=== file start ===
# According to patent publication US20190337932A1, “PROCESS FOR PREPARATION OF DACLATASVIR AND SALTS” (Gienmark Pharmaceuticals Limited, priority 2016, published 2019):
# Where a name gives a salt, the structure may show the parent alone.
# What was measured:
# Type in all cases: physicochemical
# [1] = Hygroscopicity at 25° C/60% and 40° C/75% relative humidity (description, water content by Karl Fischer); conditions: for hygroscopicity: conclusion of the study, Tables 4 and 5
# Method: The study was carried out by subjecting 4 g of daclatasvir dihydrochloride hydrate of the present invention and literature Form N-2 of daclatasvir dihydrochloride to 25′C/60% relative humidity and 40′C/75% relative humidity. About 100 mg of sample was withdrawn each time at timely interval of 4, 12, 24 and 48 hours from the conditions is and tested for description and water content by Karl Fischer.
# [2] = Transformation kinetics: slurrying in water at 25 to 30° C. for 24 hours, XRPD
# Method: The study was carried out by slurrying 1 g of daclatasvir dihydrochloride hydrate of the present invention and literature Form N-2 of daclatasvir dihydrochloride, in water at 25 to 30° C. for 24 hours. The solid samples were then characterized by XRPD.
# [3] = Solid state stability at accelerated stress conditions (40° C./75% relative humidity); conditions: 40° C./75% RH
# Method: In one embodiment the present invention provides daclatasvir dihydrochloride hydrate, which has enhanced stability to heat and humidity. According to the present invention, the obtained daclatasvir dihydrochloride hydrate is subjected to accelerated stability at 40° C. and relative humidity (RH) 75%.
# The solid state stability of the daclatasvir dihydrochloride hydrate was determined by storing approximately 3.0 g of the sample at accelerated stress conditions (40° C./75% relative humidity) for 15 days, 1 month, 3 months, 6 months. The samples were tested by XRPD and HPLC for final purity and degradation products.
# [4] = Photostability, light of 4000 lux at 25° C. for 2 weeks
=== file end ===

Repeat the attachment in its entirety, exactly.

# According to patent publication US20190337932A1, “PROCESS FOR PREPARATION OF DACLATASVIR AND SALTS” (Gienmark Pharmaceuticals Limited, priority 2016, published 2019):
# Where a name gives a salt, the structure may show the parent alone.
# What was measured:
# Type in all cases: physicochemical
# [1] = Hygroscopicity at 25° C/60% and 40° C/75% relative humidity (description, water content by Karl Fischer); conditions: for hygroscopicity: conclusion of the study, Tables 4 and 5
# Method: The study was carried out by subjecting 4 g of daclatasvir dihydrochloride hydrate of the present invention and literature Form N-2 of daclatasvir dihydrochloride to 25′C/60% relative humidity and 40′C/75% relative humidity. About 100 mg of sample was withdrawn each time at timely interval of 4, 12, 24 and 48 hours from the conditions is and tested for description and water content by Karl Fischer.
# [2] = Transformation kinetics: slurrying in water at 25 to 30° C. for 24 hours, XRPD
# Method: The study was carried out by slurrying 1 g of daclatasvir dihydrochloride hydrate of the present invention and literature Form N-2 of daclatasvir dihydrochloride, in water at 25 to 30° C. for 24 hours. The solid samples were then characterized by XRPD.
# [3] = Solid state stability at accelerated stress conditions (40° C./75% relative humidity); conditions: 40° C./75% RH
# Method: In one embodiment the present invention provides daclatasvir dihydrochloride hydrate, which has enhanced stability to heat and humidity. According to the present invention, the obtained daclatasvir dihydrochloride hydrate is subjected to accelerated stability at 40° C. and relative humidity (RH) 75%.
# The solid state stability of the daclatasvir dihydrochloride hydrate was determined by storing approximately 3.0 g of the sample at accelerated stress conditions (40° C./75% relative humidity) for 15 days, 1 month, 3 months, 6 months. The samples were tested by XRPD and HPLC for final purity and degradation products.
# [4] = Photostability, light of 4000 lux at 25° C. for 2 weeks